Re: Stable Unhealthy Systems LO2119
Sat, 15 Jul 1995 18:10:40 -0400

Replying to LO2117 --

The following is the remainder of my posting which was inadvertently sent
in an incomplete manner.

Pete goes on to say: >>The twin-headed evil which seems to exists in
business today goes by the names of arrogance and complacency. But I
don't know that I would say these organizations are evolving. Evolution
is a natural response to environmental influences. Genetic engineering
challenges the old mind set of, "If it ain't broke, don't fix it," with
"If it ain't broke, break it" (one of the more famous Peters said that
one). <<

Perhaps we have an opportunity to become consciously responsible for our
continued evolution as a specie. Perhaps, at this point, evolution must
move from being primarily biological and unconscious (reactive) to a
conscious evolution involving wholeness and maturity (creatively
responsive). I don't agree with Peters that everything should be broken,
whether it appears to "need" breaking or not. Quite frankly, that seems
to be a somewhat adolescent statement trying to be cute. The concept of
"breaking" things belongs, to my mind, to our immature, mechanistic way of
thinking and being. Systems thinking and observation has taught me that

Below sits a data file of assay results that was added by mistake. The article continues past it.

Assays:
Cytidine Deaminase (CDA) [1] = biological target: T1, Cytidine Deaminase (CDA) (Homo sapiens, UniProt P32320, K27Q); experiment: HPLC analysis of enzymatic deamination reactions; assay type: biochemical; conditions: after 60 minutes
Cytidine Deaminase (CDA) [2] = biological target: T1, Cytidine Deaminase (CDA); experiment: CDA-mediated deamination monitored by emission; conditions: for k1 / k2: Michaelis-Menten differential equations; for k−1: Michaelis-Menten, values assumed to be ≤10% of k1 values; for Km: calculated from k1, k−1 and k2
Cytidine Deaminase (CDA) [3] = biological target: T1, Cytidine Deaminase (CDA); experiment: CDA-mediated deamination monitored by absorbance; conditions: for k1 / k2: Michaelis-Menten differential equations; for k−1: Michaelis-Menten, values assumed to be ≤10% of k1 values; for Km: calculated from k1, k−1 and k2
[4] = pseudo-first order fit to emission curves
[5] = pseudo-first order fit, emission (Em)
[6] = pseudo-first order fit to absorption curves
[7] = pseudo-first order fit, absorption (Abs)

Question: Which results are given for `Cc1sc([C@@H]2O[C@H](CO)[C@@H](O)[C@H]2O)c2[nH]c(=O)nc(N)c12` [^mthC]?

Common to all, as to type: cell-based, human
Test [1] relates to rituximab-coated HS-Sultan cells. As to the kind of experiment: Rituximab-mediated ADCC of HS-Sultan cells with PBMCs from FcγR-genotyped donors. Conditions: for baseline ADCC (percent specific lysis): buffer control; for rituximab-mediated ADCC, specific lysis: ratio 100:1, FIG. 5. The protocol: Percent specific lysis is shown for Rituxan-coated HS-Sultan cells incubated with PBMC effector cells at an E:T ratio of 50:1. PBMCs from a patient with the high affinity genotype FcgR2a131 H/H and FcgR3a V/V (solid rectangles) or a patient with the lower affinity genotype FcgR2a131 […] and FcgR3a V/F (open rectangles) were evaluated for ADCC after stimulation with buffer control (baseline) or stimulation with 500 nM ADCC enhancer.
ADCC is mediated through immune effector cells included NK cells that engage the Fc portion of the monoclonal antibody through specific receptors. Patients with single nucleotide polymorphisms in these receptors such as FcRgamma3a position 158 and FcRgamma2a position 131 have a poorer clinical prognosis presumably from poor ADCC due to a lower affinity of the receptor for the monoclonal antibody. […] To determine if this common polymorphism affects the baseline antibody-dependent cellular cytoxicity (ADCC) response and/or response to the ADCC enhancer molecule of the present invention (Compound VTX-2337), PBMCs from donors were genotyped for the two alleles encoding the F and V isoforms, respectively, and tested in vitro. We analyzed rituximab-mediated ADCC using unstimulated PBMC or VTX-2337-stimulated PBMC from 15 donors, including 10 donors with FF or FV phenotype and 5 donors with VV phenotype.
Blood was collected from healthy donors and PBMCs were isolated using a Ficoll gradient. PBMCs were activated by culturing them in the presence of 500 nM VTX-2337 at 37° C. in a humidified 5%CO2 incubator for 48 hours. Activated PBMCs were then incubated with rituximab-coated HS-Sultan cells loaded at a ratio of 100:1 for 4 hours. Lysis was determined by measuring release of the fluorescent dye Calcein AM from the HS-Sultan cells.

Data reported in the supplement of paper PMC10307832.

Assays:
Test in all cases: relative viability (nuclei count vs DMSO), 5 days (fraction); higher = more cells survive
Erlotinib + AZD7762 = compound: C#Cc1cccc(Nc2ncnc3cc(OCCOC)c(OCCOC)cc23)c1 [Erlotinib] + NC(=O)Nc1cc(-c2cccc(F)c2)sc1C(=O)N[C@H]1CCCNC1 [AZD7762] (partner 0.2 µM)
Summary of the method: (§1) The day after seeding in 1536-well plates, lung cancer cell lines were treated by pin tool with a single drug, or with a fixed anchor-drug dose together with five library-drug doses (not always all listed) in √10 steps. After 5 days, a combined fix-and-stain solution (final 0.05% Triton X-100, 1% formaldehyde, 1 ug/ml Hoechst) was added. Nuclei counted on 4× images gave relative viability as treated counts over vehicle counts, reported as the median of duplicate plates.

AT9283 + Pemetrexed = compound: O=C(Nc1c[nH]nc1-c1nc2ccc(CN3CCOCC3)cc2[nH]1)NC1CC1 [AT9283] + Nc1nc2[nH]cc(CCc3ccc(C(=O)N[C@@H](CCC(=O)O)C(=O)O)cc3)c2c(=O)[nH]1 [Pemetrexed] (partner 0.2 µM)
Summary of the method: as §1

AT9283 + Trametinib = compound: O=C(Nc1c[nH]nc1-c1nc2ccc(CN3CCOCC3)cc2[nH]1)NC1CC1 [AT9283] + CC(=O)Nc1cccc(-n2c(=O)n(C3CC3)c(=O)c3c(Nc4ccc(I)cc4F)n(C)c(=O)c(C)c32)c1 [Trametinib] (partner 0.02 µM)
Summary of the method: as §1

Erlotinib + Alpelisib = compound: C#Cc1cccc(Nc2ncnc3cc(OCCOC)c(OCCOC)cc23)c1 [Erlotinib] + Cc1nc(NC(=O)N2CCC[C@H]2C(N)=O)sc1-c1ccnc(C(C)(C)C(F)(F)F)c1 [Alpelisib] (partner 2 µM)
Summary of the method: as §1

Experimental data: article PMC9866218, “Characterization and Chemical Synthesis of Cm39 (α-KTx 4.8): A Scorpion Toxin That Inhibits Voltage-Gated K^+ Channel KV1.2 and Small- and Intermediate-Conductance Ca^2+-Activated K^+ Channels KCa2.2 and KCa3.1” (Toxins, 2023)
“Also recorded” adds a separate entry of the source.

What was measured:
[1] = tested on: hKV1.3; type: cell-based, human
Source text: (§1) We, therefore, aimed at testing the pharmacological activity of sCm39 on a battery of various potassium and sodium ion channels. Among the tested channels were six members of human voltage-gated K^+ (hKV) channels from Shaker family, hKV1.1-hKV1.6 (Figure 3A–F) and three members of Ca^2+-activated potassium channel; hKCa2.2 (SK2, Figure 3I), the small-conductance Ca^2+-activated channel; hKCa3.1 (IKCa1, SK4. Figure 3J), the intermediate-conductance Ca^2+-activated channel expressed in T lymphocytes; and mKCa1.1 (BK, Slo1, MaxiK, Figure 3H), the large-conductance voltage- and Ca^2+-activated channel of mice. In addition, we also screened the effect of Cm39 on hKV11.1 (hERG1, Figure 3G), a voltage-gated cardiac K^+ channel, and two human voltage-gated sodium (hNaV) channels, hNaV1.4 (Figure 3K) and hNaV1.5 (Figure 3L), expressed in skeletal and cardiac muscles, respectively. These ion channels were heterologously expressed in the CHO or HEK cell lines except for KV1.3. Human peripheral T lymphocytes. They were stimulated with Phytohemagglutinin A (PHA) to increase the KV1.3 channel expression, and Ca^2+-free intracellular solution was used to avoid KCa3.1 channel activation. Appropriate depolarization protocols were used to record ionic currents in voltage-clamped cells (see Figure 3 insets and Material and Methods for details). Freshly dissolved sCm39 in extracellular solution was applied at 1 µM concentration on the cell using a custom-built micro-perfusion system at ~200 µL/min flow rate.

growth involves an enlarging of capacity, not brokenness. After all, we
don't "break" our ability to crawl and walk when we learn how to run. Our
abilities morph - and we learn to apply what is appropriate to situations,
environments and perceived needs. Our current mental constructs of change
are predicated upon destruction. That is why everyone is so afraid of it.
After all, Pete's twin-headed evil of complacency and arrogance is alive
and receives its life-giving energy from us. It is terrified of change.
It's slogan is "My way or the highway." Change, to it, means death.
Perhaps we need to adjust our views of change to reflect a growing
congruence and synthesis rather than destruction - a morphic inclusionary
process - evolving, transforming Life, rather than exclusion and Death.

Our work, here at IBSAIL, involves creating ever-more fluid, elegant
processes and structures for the social architecture of organizational and
human fulfillment. Assisting organizations in the creation of
collaborative learning cultures and strategic gaming, specifically
relevant to strategic planning, are just two of our areas of activity. For
us, these arenas are grounded in synthesis and in Life, not in separation
and Death.

It will be interesting to see how we, as a collective, decide to architect
our future. I, for one, hope that we choose Life.

Best regards,
Martha White